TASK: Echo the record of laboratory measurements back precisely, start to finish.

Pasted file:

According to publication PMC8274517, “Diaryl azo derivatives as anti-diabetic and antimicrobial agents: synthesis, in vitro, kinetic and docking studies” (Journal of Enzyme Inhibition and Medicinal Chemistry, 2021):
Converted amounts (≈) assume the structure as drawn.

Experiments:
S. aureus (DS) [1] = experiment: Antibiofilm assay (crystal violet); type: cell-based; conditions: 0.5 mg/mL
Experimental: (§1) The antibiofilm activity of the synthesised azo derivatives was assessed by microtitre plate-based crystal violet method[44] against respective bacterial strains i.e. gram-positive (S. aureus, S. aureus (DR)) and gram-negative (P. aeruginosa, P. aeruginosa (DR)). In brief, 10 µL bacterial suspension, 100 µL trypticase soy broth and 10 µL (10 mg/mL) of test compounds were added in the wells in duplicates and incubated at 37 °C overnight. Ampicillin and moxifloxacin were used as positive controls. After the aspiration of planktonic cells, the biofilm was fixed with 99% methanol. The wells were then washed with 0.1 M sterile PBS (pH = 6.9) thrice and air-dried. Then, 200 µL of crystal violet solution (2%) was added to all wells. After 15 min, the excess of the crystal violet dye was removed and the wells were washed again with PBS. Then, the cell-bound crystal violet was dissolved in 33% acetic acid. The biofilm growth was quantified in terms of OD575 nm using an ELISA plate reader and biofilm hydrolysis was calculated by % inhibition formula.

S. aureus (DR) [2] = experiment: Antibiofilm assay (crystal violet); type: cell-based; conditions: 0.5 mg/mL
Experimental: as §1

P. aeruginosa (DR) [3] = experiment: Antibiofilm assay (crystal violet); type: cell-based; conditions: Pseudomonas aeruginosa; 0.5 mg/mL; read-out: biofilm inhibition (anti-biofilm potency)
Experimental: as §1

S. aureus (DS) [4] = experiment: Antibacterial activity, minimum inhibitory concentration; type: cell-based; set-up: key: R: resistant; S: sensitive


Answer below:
According to publication PMC8274517, “Diaryl azo derivatives as anti-diabetic and antimicrobial agents: synthesis, in vitro, kinetic and docking studies” (Journal of Enzyme Inhibition and Medicinal Chemistry, 2021):
Converted amounts (≈) assume the structure as drawn.

Experiments:
S. aureus (DS) [1] = experiment: Antibiofilm assay (crystal violet); type: cell-based; conditions: 0.5 mg/mL
Experimental: (§1) The antibiofilm activity of the synthesised azo derivatives was assessed by microtitre plate-based crystal violet method[44] against respective bacterial strains i.e. gram-positive (S. aureus, S. aureus (DR)) and gram-negative (P. aeruginosa, P. aeruginosa (DR)). In brief, 10 µL bacterial suspension, 100 µL trypticase soy broth and 10 µL (10 mg/mL) of test compounds were added in the wells in duplicates and incubated at 37 °C overnight. Ampicillin and moxifloxacin were used as positive controls. After the aspiration of planktonic cells, the biofilm was fixed with 99% methanol. The wells were then washed with 0.1 M sterile PBS (pH = 6.9) thrice and air-dried. Then, 200 µL of crystal violet solution (2%) was added to all wells. After 15 min, the excess of the crystal violet dye was removed and the wells were washed again with PBS. Then, the cell-bound crystal violet was dissolved in 33% acetic acid. The biofilm growth was quantified in terms of OD575 nm using an ELISA plate reader and biofilm hydrolysis was calculated by % inhibition formula.

S. aureus (DR) [2] = experiment: Antibiofilm assay (crystal violet); type: cell-based; conditions: 0.5 mg/mL
Experimental: as §1

P. aeruginosa (DR) [3] = experiment: Antibiofilm assay (crystal violet); type: cell-based; conditions: Pseudomonas aeruginosa; 0.5 mg/mL; read-out: biofilm inhibition (anti-biofilm potency)
Experimental: as §1

S. aureus (DS) [4] = experiment: Antibacterial activity, minimum inhibitory concentration; type: cell-based; set-up: key: R: resistant; S: sensitive